Staatsssecretaris Ploeg luistert naar de vragen van Kamerleden over zijn opmerkingen over de Anne Frank Stichting.
Staatsssecretaris Ploeg luistert naar de vragen van Kamerleden over zijn opmerkingen over de Anne Frank Stichting.

The Ploeg Affair: moral panic in the shadow of Janmaat

In the blog series 'Walks through the Acts', researchers from the Centre for Parliamentary History (CPG) take you through their research into the Lubbers period. This time, Fons Meijer writes about the Ploeg affair.

Fons Meijer

In late 1984, Agriculture Secretary Ad Ploeg caused quite a stir with bold statements about the Anne Frank Foundation. The case eventually fizzled out, but the moral panic that broke out in the House of Representatives illustrates the fear that gripped the political debate on racism and discrimination during the 1980s.

Anti-racist consensus

Fighting racism and discrimination was high on the political agenda in the 1980s. This had everything to do with the growing support for radical and far-right ideas at the time, as evidenced by the seat won by Hans Janmaat's openly xenophobic Centrumpartij in the House of Representatives elections in September 1982, much to the dismay of many. Racist incidents against foreign workers and migrants from the (former) colonies increasingly attracted attention, with the murder of the Antillean boy Kerwin Lucas (called 'Duinmeijer' in the media at the time) in August 1983 as the most high-profile example.[1] In politics, an almost Chamber-wide anti-racist consensus emerged from parties that wanted to distance themselves from xenophobic ideas in general, and from Janmaat in particular.

'A cryptocommunist organisation'

In late 1984, this consensus was unexpectedly put under pressure from the political centre by VVD member Ad Ploeg. As a member of parliament in the 1970s, this moustached off-duty lieutenant became a prominent Member of Parliament as a supporter of a firm, anti-communist defence policy. Both in 1977 and 1982, he missed out on a state secretariat of defence because of his outspoken views on nuclear armament. To the surprise of many, he was appointed the new secretary of state for agriculture and fisheries in 1982. Jokingly, journalists at the time remarked that there was only one thing that made him suitable for the job, and that was his surname.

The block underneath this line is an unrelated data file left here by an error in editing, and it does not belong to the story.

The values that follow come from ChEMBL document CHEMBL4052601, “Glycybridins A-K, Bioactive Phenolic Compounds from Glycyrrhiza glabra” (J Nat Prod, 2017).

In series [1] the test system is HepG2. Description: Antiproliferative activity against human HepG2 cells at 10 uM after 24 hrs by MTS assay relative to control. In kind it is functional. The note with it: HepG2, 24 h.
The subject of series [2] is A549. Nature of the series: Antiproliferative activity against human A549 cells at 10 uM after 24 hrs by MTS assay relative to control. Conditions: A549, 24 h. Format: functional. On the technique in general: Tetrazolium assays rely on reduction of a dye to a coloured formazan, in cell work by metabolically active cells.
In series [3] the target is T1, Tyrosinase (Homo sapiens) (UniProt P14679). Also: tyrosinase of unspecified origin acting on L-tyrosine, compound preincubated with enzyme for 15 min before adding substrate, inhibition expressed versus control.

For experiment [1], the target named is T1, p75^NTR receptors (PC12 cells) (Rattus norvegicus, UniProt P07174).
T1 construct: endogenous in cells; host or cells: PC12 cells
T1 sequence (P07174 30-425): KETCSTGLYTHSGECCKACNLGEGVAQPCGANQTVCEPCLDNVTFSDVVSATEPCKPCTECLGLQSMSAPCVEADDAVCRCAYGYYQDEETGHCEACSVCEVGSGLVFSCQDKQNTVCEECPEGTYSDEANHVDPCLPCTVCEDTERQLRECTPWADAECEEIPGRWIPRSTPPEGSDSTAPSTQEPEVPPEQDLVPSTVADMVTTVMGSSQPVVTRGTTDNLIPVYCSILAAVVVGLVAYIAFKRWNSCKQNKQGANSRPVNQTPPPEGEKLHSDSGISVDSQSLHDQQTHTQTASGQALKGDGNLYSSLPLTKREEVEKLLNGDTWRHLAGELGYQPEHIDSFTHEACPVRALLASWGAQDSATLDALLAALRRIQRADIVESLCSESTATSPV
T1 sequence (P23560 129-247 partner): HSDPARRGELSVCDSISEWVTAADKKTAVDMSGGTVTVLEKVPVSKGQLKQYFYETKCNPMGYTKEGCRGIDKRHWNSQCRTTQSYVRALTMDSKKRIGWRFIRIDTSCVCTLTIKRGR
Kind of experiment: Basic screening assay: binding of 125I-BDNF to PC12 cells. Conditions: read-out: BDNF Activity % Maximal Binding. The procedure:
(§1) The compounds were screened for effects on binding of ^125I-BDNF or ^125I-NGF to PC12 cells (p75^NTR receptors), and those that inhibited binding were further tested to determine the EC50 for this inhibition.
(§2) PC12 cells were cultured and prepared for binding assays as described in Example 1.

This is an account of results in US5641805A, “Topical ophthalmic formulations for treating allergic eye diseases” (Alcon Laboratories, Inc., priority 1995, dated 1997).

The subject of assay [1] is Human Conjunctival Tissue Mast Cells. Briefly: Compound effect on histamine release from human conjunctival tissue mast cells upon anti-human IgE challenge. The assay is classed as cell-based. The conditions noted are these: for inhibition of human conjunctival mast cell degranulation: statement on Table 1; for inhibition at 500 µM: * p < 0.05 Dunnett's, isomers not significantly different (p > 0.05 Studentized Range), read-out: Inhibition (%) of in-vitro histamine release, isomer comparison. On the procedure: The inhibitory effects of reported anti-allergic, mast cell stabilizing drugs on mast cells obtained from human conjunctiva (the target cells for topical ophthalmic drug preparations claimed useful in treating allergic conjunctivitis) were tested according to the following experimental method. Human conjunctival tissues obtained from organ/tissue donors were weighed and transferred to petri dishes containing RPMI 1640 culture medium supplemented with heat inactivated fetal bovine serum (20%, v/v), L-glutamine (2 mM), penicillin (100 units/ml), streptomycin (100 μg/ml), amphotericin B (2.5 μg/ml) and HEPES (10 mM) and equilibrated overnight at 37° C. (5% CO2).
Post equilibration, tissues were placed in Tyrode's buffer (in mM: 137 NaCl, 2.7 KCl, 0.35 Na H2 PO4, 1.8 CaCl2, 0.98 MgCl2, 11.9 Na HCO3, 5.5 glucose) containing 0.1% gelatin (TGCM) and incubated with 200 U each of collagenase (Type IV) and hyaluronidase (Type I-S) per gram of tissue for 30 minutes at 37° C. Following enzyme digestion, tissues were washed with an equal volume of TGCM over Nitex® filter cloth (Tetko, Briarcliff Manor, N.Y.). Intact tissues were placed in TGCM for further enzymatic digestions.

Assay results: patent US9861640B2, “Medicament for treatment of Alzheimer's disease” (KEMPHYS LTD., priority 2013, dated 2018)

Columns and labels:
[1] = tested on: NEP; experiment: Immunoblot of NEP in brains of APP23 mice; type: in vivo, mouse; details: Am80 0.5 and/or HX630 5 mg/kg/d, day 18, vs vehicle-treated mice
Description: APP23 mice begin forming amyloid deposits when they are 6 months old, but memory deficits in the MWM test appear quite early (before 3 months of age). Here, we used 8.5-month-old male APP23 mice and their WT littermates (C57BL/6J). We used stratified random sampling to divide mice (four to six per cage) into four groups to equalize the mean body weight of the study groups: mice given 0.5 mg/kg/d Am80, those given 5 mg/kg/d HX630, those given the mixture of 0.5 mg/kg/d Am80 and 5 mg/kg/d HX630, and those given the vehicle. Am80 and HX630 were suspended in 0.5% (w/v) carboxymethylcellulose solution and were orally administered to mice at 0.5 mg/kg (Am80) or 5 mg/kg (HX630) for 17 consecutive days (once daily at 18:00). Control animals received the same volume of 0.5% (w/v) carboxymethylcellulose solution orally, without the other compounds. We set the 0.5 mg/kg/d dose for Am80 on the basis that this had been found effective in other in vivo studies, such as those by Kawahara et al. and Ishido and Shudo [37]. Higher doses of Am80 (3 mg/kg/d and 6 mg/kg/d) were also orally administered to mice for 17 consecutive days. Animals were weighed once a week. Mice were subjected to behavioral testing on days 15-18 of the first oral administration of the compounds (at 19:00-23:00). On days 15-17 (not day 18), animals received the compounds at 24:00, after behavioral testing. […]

On 24 November 1984, Vrij Nederland published an extensive interview with Ploeg, for which journalists Joop van Tijn and Max van Weezel had spoken to him for a total of almost 12 hours at his pied-à-terre in Scheveningen. Some bold remarks at the end of the interview caused a stir. He was not very diplomatic about the resistance from orthodox Jewish circles to his plans to restrict ritual slaughter, for instance: "I'm not the person to say: what a Jewish area, but you would be amazed at the reactions we have received". He commented about the un-anaesthetised slaughter of animals by Turks, saying: "You have these little balconies over there that ooze blood."

When the conversation turned to the topic of the Oud-Strijders Legioen (Veterans Legion), a right-conservative, anti-communist club of former soldiers where Ploeg regularly made an appearance, Ploeg was ready to assert himself. He lashed out at left-wing groups that he felt placed the Legion too much in the extreme-right corner: "There are also a few figures in those anti-fascism committees and also in the Anne Frank Foundation who have a lot to say. The Anne Frank Foundation is in danger of becoming a cryptocommunist organisation.[2]

Ploeg struck a particularly sensitive chord with this last statement. The Anne Frank Foundation was established in 1957 to preserve the Anne Frank House in Amsterdam, but it was also engaged in the fight against anti-Semitism and racism. For this work, the organisation was held in high esteem in The Hague. The cabinet even considered the organisation an important co-implementer of government policy on promoting tolerance between majorities and minorities. Ploeg's own party also held this view. Just days before the interview appeared, the VVD had tabled an amendment with the PvdA to ensure that an announced cutback on the foundation was reversed. It was also significant that similar suspicions about communist affiliations at the organisation had until then been formulated mainly by far-right people, for example by Joop Zwart, the press chief of the far-right widow Rost van Tonningen.[3]

State Secretary Ploeg listens to MPs' questions about his comments on the Anne Frank Foundation. Photo: Rob Bogaerts/Anefo
State Secretary Ploeg listens to MPs' questions about his comments on the Anne Frank Foundation. Photo: Rob Bogaerts/Anefo

An explanation in the House of Representatives